Saturday, February 12, 2011

Egypt’s Revolution, Bush’s Victory?

February 11, 2011, 7:43 pm
By TOBIN HARSHAW
The New York Times

The Thread is an in-depth look at how major news and controversies are being debated across the online spectrum.
Tags:

democracy, Egypt, George W. Bush

Who is the hero of the Egyptian revolution? Wael Ghonim? Mohamed ElBaradei? Twitter? The ubiquitous Egyptian man (and woman) in the street?

All good nominees, but there’s one more who’s getting increasing support: George W. Bush. Scoff if you will, but the debate is heating up.

It started with the former State Department official Elliott Abrams at The Washington Post on Jan. 29:

In November 2003, President George W. Bush laid out this question: “Are the peoples of the Middle East somehow beyond the reach of liberty? Are millions of men and women and children condemned by history or culture to live in despotism? Are they alone never to know freedom and never even to have a choice in the matter?”

The massive and violent demonstrations underway in Egypt, the smaller ones in Jordan and Yemen, and the recent revolt in Tunisia that inspired those events, have affirmed that the answer is no and are exploding, once and for all, the myth of Arab exceptionalism … All these developments seem to come as a surprise to the Obama administration, which dismissed Bush’s “freedom agenda” as overly ideological and meant essentially to defend the invasion of Iraq. But as Bush’s support for the Cedar Revolution in Lebanon and for a democratic Palestinian state showed, he was defending self-government, not the use of force.

Stephen L. Carter, writing at Newsweek, made the case the Bush and Obama were birds of a feather:

Not long ago, President George W. Bush was considered naive for suggesting that the promotion of democracy in the Arab world should be a staple of American foreign policy. Two years ago, the same charge was whispered against President Barack Obama, when he suggested, in his Cairo address to the Muslim world, that self-government and freedom “are not just American ideas, they are human rights.” True, due to the exigencies of pursuing the nation’s strategic interests, neither man actually pressed very hard for democratization. Still, the more important point is that both were subjected to lectures from experts who insisted that somehow even to speak about democracy and freedom in the Arab lands was to show oneself to be a hopeless romantic, insufficiently hardheaded, out of touch with reality. As of today, that essentially racist assumption is dead.

For Carol A. Taber at American Thinker, Bush’s real soul mate on the issue is Winston Churchill:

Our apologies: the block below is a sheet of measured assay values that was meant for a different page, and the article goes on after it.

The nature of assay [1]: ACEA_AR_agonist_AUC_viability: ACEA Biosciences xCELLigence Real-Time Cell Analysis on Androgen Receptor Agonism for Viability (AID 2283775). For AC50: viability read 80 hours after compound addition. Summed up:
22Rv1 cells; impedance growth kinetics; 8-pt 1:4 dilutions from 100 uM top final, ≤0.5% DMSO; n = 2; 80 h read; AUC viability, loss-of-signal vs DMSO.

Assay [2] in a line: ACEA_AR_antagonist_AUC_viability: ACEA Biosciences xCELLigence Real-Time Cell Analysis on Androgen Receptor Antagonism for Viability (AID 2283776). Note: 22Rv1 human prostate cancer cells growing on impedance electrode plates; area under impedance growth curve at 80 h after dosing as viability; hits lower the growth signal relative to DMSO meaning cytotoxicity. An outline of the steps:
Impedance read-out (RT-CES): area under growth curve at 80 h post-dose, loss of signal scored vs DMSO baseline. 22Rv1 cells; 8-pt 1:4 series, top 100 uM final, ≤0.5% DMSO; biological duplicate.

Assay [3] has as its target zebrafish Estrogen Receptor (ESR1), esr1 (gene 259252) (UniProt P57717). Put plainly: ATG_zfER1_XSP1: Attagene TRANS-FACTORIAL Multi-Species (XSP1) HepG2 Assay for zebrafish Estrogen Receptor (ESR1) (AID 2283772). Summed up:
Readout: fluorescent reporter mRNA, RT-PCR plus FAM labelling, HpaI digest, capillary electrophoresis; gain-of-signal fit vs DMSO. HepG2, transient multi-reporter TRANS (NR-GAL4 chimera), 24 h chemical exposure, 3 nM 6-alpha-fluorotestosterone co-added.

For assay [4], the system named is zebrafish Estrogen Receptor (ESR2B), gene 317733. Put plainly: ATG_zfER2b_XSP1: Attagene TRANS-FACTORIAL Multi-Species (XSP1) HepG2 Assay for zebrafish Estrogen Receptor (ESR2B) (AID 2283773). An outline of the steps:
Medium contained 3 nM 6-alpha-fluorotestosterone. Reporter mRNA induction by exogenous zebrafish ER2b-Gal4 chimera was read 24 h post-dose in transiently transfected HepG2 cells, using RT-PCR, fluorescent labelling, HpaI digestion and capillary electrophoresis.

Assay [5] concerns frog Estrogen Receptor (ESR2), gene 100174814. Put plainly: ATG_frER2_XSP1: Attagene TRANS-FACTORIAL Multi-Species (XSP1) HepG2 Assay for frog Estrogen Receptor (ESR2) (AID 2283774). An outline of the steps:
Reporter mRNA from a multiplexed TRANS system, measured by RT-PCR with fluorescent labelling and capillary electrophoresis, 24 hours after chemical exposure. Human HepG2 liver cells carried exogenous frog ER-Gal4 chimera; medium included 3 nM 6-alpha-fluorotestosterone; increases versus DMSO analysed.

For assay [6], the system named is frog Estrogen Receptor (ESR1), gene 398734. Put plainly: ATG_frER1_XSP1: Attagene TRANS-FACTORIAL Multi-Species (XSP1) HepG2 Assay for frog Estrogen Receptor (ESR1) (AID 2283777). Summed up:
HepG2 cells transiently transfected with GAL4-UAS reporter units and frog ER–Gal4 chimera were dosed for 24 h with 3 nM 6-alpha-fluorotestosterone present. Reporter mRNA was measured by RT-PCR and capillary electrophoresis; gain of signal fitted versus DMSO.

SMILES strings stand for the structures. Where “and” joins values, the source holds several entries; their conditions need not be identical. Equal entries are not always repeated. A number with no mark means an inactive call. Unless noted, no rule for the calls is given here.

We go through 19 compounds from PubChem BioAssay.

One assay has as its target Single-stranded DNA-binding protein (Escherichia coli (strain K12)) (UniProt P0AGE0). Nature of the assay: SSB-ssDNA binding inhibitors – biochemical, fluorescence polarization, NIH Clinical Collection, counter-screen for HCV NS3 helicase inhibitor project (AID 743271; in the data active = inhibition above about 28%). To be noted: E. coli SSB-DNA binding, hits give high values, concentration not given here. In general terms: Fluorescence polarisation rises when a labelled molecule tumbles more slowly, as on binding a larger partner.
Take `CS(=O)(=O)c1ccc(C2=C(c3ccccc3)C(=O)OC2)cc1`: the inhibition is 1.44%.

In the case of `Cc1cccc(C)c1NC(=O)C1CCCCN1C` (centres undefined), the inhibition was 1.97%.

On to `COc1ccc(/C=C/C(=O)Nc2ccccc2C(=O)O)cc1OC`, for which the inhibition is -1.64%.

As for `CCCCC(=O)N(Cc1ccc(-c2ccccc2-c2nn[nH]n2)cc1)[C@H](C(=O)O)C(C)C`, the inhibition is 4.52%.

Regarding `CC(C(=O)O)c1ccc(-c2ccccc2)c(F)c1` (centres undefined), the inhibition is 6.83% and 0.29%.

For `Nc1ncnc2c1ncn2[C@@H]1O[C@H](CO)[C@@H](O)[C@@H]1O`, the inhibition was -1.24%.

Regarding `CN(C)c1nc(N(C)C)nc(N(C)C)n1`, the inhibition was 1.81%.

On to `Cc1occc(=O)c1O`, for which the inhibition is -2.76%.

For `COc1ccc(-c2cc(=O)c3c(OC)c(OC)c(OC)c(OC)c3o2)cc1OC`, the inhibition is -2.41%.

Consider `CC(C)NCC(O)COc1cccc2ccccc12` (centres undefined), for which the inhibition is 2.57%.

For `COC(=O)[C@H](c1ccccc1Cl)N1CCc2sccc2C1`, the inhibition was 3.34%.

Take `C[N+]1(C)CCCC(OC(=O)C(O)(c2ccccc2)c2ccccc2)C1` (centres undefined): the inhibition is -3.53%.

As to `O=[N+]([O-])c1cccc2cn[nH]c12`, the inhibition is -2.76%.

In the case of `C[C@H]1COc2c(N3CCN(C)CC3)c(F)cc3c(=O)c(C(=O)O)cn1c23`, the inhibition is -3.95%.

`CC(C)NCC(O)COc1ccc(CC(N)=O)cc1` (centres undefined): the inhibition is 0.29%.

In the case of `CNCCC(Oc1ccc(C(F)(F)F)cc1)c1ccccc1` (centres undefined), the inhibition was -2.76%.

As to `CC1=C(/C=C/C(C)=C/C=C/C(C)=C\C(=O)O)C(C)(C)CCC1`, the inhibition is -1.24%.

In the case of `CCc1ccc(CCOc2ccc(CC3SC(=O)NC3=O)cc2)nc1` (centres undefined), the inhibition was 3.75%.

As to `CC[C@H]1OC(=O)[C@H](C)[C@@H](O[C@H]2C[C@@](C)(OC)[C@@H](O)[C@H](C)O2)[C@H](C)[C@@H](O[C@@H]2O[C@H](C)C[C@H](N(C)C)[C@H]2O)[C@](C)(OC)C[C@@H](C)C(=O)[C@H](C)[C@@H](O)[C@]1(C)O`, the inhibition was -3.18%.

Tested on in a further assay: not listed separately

President Bush, for all his failings, understood that democracy was about more than institutions. To him, democracy was about human freedom. “The fundamental question,” Bush stated in 2005, “is, do we have the confidence and universal values to help change a troubled part of the world[?] … I believe democracy — the desire to be free — is universal. That’s what I believe. And if you believe that, then you’ve got to act on it. That doesn’t mean militarily. But that means using the influence of the United States to work with others to help — to help freedom spread.”

While Reuel Marc Gerecht, writing on The Times Op-Ed page, went further back in history:

President George W. Bush’s decision to build democracy in Iraq seemed so lame to many people because it appeared, at best, to be another example of American idealism run amok — the forceful implantation of a complex Western idea into infertile authoritarian soil. But Mr. Bush, whose faith in self-government mirrors that of a frontiersman in Tocqueville’s “Democracy in America,” saw truths that more worldly men missed: the idea of democracy had become a potent force among Muslims, and authoritarianism had become the midwife to Islamic extremism … Mr. Bush’s distastefulness helped to blind Westerners to the momentous marriage of Islamism and democratic ideas.

The left has wrongly distilled President Bush’s emphasis on democracy into emphasis on elections, or on movements free of American influence. Bush rejected both those concepts. For Bush, like Churchill, democracy was a means to enable freedom; the ballot box was not the silver bullet. Also like Churchill, and Reagan for that matter, Bush had no problem whatsoever pushing American-style democracy — that is to say, America-friendly democracy. That is why Bush rejected dealing with the democratically elected Hamas, for example — elections do not validate a terroristic regime. Gaza was not true democracy in action; it was the patina of democracy lightly buttered over a bread of Islamism.

But the argument that has really roiled the left side of the blogosphere was this from Charles Krauthammer: “Today, everyone and his cousin supports the ‘freedom agenda.’ Of course, yesterday it was just George W. Bush, Tony Blair and a band of neocons with unusual hypnotic powers who dared challenge the received wisdom of Arab exceptionalism … Now it seems everyone, even the left, is enthusiastic for Arab democracy. Fine. Fellow travelers are welcome.”

For Krauthammer, however, Bush’s “freedom agenda” is a bit squishy: “We need a foreign policy that not only supports freedom in the abstract but is guided by long-range practical principles to achieve it – a Freedom Doctrine.” It would consist , of these elements: